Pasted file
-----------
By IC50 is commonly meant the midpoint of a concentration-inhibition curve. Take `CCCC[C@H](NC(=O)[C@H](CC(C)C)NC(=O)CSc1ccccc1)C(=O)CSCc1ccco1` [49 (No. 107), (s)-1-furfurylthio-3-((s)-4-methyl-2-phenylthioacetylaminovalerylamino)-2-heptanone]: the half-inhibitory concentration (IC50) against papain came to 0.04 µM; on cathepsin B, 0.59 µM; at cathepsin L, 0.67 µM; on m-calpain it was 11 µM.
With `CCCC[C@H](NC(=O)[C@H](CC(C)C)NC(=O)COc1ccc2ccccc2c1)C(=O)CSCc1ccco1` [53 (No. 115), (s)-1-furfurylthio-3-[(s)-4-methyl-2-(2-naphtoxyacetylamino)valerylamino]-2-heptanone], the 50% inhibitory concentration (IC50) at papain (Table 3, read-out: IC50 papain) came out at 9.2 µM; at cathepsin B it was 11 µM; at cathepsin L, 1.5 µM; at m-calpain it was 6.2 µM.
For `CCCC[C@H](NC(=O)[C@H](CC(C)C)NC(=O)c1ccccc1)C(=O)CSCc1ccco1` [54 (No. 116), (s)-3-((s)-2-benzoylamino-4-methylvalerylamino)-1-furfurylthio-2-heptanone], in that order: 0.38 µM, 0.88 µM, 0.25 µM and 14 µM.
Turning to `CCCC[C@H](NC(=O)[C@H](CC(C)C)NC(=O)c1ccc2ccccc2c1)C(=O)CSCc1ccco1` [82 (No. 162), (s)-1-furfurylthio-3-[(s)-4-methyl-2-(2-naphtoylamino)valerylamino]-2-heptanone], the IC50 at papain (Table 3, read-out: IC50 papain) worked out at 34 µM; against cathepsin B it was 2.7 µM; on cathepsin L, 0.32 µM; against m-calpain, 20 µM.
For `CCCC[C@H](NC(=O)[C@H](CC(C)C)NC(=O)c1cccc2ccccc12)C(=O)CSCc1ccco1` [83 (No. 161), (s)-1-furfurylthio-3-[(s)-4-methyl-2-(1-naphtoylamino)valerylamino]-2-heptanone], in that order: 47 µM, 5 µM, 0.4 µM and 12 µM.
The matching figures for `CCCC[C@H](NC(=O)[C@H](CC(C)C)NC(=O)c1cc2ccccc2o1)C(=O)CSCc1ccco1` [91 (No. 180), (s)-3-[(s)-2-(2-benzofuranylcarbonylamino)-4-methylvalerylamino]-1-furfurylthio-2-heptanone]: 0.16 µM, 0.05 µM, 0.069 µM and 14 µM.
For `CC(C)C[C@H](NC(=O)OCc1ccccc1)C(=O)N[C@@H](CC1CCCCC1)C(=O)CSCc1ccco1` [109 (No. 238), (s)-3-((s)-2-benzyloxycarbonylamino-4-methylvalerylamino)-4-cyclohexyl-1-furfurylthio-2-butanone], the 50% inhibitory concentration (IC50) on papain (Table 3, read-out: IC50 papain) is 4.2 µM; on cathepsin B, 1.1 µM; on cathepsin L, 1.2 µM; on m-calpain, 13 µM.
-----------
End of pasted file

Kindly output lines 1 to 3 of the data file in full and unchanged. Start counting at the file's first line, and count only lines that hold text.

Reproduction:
By IC50 is commonly meant the midpoint of a concentration-inhibition curve. Take `CCCC[C@H](NC(=O)[C@H](CC(C)C)NC(=O)CSc1ccccc1)C(=O)CSCc1ccco1` [49 (No. 107), (s)-1-furfurylthio-3-((s)-4-methyl-2-phenylthioacetylaminovalerylamino)-2-heptanone]: the half-inhibitory concentration (IC50) against papain came to 0.04 µM; on cathepsin B, 0.59 µM; at cathepsin L, 0.67 µM; on m-calpain it was 11 µM.
With `CCCC[C@H](NC(=O)[C@H](CC(C)C)NC(=O)COc1ccc2ccccc2c1)C(=O)CSCc1ccco1` [53 (No. 115), (s)-1-furfurylthio-3-[(s)-4-methyl-2-(2-naphtoxyacetylamino)valerylamino]-2-heptanone], the 50% inhibitory concentration (IC50) at papain (Table 3, read-out: IC50 papain) came out at 9.2 µM; at cathepsin B it was 11 µM; at cathepsin L, 1.5 µM; at m-calpain it was 6.2 µM.
For `CCCC[C@H](NC(=O)[C@H](CC(C)C)NC(=O)c1ccccc1)C(=O)CSCc1ccco1` [54 (No. 116), (s)-3-((s)-2-benzoylamino-4-methylvalerylamino)-1-furfurylthio-2-heptanone], in that order: 0.38 µM, 0.88 µM, 0.25 µM and 14 µM.